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Still [Falsely] Claiming Victory, Whitehorn Gets His Day in Appeals Court Monday in Caddo Sheriff’s Race

Jeff Ferrell
Red River Radio News
Henry Whitehorn takes a break in a second floor hallway of the Caddo Parish Courthouse on Thursday, November 30,2023

The latest stop in the legal battle to become the next Caddo Parish sheriff takes us to the Second Circuit Court of Appeal Monday morning in downtown Shreveport.

A Court date is now set in the Second Circuit Court of Appeals in the Caddo Parish Sheriff’s race. The appeal is scheduled to get underway at 11 a.m. on Monday, December 11.

It was back on Tuesday [December 5] that retired Louisiana Supreme Court Justice Joe Bleich [brought in as an ad hoc judge] ruled in favor of Republican finalist John Nickelson. Bleich voided the election results of the November 18 run-off and ordered a new election.

Court of Appeal, Second Circuit

The legal challenges all began after Nickelson lost to Democrat Henry Whitehorn by just a single vote. Nickelson did point out a number of irregularities in the election. So, after a partial recount resulted in the very same one-vote margin, Nickelson filed his lawsuit.
In Judge Bleich’s ruling he wrote that it “defies logic” to determine who won. In all, Bleich identified 11 votes that he says were never votes in the first place and should never have been part of the vote count. That’s when the judge called for a new trial, expected to take place in the Louisiana Primary election on March 23, 2024.
Despite Bleich's ruling, Whitehorn insists he won the race by that one vote margin, and that made him “sheriff elect.” Period. And that is after Whitehorn learned of the 11 votes that Bleich found. Shreveport attorney and political analyst Royal Alexander explains why a political candidate might keep insisting they won, when it is obvious, they did not. “I think some of that is political posturing, setting himself up to appear to the public to be in the best position for a runoff. That’s all that I can imagine because it’s not factually correct.”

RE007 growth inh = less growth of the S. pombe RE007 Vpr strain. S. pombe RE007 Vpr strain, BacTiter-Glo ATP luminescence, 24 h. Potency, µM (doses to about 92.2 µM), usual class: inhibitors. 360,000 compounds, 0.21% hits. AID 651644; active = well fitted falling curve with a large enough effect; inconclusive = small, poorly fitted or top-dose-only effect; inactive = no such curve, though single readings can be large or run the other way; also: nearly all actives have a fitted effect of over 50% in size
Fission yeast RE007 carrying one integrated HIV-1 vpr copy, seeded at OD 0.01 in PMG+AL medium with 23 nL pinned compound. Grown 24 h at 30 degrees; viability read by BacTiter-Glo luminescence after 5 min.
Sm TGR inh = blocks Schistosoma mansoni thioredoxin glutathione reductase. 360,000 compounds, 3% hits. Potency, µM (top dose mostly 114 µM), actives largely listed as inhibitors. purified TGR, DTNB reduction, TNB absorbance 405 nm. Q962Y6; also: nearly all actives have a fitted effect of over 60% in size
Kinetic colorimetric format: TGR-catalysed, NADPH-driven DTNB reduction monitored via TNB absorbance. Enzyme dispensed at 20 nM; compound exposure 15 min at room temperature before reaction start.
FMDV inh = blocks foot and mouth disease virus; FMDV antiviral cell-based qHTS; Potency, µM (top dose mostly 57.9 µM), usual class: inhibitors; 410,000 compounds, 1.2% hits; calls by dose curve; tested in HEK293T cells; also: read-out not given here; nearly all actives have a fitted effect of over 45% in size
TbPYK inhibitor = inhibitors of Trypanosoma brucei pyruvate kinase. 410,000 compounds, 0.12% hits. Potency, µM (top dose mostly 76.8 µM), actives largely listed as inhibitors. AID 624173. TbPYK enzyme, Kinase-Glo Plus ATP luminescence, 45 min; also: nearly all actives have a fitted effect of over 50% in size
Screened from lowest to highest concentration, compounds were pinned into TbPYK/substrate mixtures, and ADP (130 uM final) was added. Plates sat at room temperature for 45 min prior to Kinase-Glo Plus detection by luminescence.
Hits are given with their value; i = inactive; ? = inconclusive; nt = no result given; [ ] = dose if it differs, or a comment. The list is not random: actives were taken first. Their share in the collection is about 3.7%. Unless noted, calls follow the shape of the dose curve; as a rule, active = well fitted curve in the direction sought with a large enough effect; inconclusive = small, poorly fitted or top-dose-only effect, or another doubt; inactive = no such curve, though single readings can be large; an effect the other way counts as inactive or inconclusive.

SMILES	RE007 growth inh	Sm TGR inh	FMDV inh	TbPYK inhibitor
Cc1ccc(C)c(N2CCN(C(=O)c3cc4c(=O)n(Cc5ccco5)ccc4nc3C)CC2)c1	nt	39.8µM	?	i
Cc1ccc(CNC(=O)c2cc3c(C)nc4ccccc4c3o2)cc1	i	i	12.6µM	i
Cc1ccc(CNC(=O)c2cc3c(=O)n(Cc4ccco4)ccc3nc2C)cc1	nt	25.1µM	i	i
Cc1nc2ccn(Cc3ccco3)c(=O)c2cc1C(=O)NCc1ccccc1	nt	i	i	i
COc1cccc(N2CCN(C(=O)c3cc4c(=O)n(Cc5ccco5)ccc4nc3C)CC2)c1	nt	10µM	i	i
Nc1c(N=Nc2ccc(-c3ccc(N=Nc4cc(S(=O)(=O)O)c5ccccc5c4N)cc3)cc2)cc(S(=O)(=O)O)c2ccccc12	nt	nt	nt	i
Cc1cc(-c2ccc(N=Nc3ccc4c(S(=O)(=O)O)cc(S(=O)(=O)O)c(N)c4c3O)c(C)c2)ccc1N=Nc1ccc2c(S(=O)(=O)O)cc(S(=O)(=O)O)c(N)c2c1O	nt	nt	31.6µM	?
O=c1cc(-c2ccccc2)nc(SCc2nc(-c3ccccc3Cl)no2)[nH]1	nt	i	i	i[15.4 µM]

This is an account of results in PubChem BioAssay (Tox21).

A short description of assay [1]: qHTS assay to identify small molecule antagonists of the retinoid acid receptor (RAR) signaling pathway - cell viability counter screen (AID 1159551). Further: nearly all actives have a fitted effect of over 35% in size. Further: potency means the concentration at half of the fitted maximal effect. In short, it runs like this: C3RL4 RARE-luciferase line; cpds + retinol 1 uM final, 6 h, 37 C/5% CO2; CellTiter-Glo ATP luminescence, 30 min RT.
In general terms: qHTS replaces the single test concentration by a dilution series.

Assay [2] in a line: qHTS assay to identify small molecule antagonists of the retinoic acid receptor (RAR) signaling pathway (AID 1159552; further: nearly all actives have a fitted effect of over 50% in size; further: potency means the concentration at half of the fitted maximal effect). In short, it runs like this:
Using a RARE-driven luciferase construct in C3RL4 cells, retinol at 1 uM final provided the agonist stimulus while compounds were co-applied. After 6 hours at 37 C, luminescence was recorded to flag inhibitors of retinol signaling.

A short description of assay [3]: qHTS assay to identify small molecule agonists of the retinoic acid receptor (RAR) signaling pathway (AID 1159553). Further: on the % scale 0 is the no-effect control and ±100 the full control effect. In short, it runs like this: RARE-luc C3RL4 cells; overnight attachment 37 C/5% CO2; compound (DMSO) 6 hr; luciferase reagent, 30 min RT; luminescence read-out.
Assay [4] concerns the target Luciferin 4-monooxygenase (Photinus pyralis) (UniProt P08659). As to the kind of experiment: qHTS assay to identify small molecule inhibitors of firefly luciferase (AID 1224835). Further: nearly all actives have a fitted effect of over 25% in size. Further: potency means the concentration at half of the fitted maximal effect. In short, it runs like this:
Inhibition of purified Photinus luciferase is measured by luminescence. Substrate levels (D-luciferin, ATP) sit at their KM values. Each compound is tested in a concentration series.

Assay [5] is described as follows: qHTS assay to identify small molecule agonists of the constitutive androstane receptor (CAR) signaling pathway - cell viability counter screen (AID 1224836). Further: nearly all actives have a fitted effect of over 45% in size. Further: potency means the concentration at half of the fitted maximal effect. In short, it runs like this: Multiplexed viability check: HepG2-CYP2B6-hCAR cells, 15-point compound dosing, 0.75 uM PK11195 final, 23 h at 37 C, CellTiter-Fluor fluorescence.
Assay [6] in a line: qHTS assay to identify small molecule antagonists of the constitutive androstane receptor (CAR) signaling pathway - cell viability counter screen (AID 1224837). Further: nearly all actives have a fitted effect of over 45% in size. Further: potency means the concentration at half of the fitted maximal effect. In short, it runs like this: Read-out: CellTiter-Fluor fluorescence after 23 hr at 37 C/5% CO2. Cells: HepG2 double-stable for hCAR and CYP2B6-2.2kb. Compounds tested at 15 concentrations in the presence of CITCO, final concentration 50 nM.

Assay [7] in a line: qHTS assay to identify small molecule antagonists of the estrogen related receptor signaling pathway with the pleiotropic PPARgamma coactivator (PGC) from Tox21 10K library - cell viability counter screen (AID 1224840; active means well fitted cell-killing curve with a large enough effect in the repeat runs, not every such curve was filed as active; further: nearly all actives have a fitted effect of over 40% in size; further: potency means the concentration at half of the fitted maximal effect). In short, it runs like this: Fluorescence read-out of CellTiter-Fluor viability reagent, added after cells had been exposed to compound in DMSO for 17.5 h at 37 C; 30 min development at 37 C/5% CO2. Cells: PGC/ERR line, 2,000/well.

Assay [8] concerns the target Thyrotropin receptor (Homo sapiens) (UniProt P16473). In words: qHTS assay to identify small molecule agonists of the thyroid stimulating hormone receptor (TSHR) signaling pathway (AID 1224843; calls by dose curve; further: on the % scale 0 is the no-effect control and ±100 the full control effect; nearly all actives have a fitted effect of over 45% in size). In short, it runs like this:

Ernie Roberson, Retired Caddo Parish Registrar from 1990-2019 - 29 years [and 3 months]
Ernie Roberson, Retired Caddo Parish Registrar, from 1990-2019 - 29 years [and 3 months]

Before Dale Sibley became the Caddo Parish Registrar, the previous registrar served for 29 years [and three months] from 1990-2019. Roberson explained that all of this talk about being the sheriff-elect and about officially winning the race (twice) is nonsense. Roberson told us the candidate cannot become the Sheriff-elect until after the Secretary of State’s office in Baton Rouge certifies the election. Only then can a candidate be declared the winner. Not Before. Roberson may have said it best when he concluded, “Henry Whitehorn can call himself anything he wants. But it does not make it the truth.”
Behind the scenes, several sources tell us they do not want their names mentioned, at all, in connection with this story or others like it, because it could disrupt their lives or even, down the road, threaten their safety. One source summed up the situation by imagining someone lighting a match only to discover the floor is covered in gasoline. The end of the remark came with the quip, “No thanks.”

Originally from the Pacific Northwest, and a graduate of the University of Washington, Jeff began his on-air broadcasting career 33 years ago in the Black Hills of South Dakota as a general assignment reporter.